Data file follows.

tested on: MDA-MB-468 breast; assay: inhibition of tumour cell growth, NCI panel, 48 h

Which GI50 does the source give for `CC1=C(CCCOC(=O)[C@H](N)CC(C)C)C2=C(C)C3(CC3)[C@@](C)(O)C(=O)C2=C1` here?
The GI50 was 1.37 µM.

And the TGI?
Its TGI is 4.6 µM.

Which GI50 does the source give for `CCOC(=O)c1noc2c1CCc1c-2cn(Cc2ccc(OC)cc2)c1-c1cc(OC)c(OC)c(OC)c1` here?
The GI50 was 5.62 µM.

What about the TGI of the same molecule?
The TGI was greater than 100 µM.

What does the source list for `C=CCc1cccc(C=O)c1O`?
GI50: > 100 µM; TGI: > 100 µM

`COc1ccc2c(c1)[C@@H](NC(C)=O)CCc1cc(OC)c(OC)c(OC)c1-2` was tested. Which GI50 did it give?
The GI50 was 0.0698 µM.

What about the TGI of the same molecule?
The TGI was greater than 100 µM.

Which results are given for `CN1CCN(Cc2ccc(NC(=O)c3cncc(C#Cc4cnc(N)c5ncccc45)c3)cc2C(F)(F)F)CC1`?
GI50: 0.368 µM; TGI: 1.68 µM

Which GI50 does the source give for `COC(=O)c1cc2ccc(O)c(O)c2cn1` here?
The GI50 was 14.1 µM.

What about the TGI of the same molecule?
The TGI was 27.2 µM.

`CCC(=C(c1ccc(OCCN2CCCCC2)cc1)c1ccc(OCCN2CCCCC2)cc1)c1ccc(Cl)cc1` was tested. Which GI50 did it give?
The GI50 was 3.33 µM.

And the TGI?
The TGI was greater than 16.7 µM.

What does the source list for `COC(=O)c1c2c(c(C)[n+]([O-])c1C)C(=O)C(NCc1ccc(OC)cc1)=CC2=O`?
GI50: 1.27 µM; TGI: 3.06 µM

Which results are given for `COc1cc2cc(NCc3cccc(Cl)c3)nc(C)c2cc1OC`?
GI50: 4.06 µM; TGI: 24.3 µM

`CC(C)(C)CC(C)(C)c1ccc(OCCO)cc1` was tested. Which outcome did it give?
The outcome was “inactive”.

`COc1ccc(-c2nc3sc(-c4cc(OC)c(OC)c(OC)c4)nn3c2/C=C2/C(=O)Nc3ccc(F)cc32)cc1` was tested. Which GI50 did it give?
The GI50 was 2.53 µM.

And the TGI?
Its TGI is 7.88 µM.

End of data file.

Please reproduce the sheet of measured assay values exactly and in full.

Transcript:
tested on: MDA-MB-468 breast; assay: inhibition of tumour cell growth, NCI panel, 48 h

Which GI50 does the source give for `CC1=C(CCCOC(=O)[C@H](N)CC(C)C)C2=C(C)C3(CC3)[C@@](C)(O)C(=O)C2=C1` here?
The GI50 was 1.37 µM.

And the TGI?
Its TGI is 4.6 µM.

Which GI50 does the source give for `CCOC(=O)c1noc2c1CCc1c-2cn(Cc2ccc(OC)cc2)c1-c1cc(OC)c(OC)c(OC)c1` here?
The GI50 was 5.62 µM.

What about the TGI of the same molecule?
The TGI was greater than 100 µM.

What does the source list for `C=CCc1cccc(C=O)c1O`?
GI50: > 100 µM; TGI: > 100 µM

`COc1ccc2c(c1)[C@@H](NC(C)=O)CCc1cc(OC)c(OC)c(OC)c1-2` was tested. Which GI50 did it give?
The GI50 was 0.0698 µM.

What about the TGI of the same molecule?
The TGI was greater than 100 µM.

Which results are given for `CN1CCN(Cc2ccc(NC(=O)c3cncc(C#Cc4cnc(N)c5ncccc45)c3)cc2C(F)(F)F)CC1`?
GI50: 0.368 µM; TGI: 1.68 µM

Which GI50 does the source give for `COC(=O)c1cc2ccc(O)c(O)c2cn1` here?
The GI50 was 14.1 µM.

What about the TGI of the same molecule?
The TGI was 27.2 µM.

`CCC(=C(c1ccc(OCCN2CCCCC2)cc1)c1ccc(OCCN2CCCCC2)cc1)c1ccc(Cl)cc1` was tested. Which GI50 did it give?
The GI50 was 3.33 µM.

And the TGI?
The TGI was greater than 16.7 µM.

What does the source list for `COC(=O)c1c2c(c(C)[n+]([O-])c1C)C(=O)C(NCc1ccc(OC)cc1)=CC2=O`?
GI50: 1.27 µM; TGI: 3.06 µM

Which results are given for `COc1cc2cc(NCc3cccc(Cl)c3)nc(C)c2cc1OC`?
GI50: 4.06 µM; TGI: 24.3 µM

`CC(C)(C)CC(C)(C)c1ccc(OCCO)cc1` was tested. Which outcome did it give?
The outcome was “inactive”.

`COc1ccc(-c2nc3sc(-c4cc(OC)c(OC)c(OC)c4)nn3c2/C=C2/C(=O)Nc3ccc(F)cc32)cc1` was tested. Which GI50 did it give?
The GI50 was 2.53 µM.

And the TGI?
Its TGI is 7.88 µM.